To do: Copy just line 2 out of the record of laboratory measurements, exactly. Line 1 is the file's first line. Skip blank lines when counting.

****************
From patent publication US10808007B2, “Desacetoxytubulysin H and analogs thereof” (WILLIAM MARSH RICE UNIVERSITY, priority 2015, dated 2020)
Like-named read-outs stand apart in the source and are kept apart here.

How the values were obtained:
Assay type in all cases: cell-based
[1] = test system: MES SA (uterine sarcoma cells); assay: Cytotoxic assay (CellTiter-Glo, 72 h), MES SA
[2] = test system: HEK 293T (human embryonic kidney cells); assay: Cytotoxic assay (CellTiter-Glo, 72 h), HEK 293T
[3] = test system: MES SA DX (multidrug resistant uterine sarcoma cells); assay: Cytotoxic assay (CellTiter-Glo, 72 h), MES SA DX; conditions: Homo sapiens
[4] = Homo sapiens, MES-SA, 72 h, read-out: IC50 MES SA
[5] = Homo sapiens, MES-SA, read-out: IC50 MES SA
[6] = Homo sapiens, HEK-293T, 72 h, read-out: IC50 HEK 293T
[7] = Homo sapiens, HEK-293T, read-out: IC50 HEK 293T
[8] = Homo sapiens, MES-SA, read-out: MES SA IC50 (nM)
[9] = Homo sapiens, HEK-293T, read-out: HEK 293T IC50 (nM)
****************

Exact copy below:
Like-named read-outs stand apart in the source and are kept apart here.